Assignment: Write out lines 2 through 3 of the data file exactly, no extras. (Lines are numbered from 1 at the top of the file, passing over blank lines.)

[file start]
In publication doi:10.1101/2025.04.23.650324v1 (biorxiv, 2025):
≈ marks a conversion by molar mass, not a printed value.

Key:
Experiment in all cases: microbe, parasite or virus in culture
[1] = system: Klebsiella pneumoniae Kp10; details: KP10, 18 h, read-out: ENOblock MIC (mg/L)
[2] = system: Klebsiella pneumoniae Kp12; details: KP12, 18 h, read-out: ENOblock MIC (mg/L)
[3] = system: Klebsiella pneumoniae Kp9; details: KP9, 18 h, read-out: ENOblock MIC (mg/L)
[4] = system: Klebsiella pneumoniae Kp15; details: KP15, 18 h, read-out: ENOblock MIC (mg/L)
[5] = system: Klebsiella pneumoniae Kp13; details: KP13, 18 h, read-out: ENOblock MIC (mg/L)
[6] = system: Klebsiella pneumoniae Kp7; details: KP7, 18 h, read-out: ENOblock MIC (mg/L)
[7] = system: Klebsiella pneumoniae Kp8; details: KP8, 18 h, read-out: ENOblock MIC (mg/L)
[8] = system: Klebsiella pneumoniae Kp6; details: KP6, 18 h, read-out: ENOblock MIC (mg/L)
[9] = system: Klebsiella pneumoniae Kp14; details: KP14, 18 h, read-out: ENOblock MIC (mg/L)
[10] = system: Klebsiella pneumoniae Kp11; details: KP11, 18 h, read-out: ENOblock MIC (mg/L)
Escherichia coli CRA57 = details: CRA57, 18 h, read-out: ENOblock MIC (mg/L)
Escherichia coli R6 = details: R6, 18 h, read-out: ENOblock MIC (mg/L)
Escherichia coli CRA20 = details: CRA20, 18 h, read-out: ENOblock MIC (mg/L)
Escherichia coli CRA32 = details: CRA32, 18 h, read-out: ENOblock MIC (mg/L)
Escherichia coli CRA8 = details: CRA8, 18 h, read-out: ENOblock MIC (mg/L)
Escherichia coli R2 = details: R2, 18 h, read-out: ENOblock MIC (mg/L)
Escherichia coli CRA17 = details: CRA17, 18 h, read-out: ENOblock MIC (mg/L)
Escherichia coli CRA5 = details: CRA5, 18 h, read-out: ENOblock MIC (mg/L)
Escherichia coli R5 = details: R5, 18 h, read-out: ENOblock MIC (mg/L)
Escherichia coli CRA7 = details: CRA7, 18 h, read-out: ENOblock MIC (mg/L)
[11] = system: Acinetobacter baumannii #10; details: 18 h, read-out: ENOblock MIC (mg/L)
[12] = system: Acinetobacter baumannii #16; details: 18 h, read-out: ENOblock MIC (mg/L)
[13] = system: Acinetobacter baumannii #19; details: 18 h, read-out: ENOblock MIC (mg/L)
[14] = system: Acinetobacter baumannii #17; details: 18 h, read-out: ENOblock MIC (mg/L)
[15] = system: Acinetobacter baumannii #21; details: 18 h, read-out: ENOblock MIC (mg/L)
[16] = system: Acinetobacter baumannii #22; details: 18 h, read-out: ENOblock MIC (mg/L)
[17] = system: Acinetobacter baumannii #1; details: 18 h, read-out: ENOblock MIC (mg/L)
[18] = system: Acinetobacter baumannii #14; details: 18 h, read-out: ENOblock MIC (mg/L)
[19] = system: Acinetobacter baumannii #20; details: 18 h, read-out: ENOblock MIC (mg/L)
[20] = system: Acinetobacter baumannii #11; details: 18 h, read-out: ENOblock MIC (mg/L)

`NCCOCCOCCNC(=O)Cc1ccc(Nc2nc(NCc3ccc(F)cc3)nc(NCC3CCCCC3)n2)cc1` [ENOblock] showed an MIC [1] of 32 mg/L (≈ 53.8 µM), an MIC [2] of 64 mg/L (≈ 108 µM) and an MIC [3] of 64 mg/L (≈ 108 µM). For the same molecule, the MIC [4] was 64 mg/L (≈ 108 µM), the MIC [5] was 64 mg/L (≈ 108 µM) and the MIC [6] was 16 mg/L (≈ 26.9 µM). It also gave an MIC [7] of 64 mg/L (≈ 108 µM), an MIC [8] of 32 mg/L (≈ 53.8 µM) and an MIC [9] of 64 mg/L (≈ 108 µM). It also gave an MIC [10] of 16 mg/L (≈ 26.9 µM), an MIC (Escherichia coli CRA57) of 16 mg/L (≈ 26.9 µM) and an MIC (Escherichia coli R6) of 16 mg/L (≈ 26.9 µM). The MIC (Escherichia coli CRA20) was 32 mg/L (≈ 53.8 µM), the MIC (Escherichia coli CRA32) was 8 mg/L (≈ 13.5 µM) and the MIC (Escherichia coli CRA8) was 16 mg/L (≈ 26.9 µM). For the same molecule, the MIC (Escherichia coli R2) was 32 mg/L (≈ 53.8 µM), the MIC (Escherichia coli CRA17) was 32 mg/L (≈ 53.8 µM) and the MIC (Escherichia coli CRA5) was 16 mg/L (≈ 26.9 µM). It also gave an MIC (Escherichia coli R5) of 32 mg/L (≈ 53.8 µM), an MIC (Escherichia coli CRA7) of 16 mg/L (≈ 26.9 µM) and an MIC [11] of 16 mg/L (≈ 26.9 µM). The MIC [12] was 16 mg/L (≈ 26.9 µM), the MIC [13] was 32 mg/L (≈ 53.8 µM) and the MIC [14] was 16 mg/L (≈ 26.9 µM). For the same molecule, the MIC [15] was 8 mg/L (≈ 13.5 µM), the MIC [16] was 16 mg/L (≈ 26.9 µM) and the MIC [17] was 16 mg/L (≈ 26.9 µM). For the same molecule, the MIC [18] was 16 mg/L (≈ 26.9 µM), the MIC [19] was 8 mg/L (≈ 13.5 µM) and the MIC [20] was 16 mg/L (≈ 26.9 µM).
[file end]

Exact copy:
≈ marks a conversion by molar mass, not a printed value.

Key: